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Atty. Maria Clara B. Tankeh-Asuncion, Esq.

I. Legal Background

Under Philippine law, marriage is an inviolable social institution whose nature,

consequences and incidents are governed by law in the Family Code of the Philippines,
otherwise known as Executive Order No. 209. This took effect on 3 August1988 and
repealed the pertinent provisions of the Civil Code on Marriage (Republic Act 386) which
became effective on 30 August 1950.

As a rule, marriage is governed by rules established by law and cannot be made

inoperative by stipulation of the parties. Divorce itself is not recognized in the Philippines
(although Nullity proceedings are common) but there are provisions for the division of
matrimonial property. The parties may enter into a pre-nuptial agreement to fix their
property relations during the marriage within the limits provided by the Family Code
(Article 1, Family Code). Pre-nuptial agreements are otherwise known as marriage
settlements under the Family Code. They are also known as ante-nuptial contracts.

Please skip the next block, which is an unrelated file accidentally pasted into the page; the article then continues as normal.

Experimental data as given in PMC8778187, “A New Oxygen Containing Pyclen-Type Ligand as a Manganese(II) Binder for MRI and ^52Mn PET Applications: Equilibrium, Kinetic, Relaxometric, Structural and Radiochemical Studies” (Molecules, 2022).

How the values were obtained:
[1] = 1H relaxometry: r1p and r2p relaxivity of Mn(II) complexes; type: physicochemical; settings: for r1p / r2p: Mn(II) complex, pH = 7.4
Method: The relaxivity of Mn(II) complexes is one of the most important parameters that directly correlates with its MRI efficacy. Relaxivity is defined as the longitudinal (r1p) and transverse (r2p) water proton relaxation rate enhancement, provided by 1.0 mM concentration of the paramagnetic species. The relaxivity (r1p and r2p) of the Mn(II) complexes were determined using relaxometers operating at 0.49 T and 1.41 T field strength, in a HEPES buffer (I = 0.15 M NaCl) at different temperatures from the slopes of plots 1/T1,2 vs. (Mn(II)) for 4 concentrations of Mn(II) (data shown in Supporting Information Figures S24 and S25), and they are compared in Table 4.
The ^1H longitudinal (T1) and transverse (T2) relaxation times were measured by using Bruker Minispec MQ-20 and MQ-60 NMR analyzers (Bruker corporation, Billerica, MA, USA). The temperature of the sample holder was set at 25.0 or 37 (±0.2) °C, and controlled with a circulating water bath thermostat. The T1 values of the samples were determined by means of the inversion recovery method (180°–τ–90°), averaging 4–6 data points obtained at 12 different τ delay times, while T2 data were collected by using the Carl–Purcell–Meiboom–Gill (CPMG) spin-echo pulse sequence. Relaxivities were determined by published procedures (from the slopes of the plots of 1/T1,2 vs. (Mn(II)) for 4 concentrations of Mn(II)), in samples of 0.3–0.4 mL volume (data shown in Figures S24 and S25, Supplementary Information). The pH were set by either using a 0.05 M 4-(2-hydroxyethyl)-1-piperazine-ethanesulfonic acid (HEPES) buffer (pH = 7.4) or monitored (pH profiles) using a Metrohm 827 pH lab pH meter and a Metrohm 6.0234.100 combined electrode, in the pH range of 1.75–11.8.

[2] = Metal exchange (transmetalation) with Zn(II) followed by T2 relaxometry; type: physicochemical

When the parties, as future spouses, enter into a pre-nuptial agreement, it is the binding law
between them and the Family Code is supplementary. In the absence of a pre-nuptial
agreement, it is only then that the provisions of the law and local custom apply. In
short, the pre-nuptial agreement takes precedence in the determination of the property
relations between the husband and the wife. Therefore, the regime of absolute community of
property provided by law in the Family Code is subsidiary to the will of the future
spouses as embodied in their pre-nuptial agreement.

A pre-nuptial agreement is conditional upon the marriage of the parties and becomes
effective from the moment of celebration of the marriage. Therefore, it is an accessory to
the marriage and governed by the same principle of invariability once entered into by
the parties. In the Philippines, it is still uncommon amongst the general population to enter
into a pre-nuptial agreement prior to marriage and it is more usual be governed by the
regime of absolute community of property as provided by law.

Pre-nuptial agreements are generally entered into where there is a significant age disparity
between the parties,, when there is a wide difference between the wealth or indebtedness
between the parties, and where one party has been married before and there is a desire to
protect the children of the former marriage.

Like any ordinary contract, the pre-nuptial agreement must be entered into voluntarily
between the future spouses. It becomes binding between the husband and wife and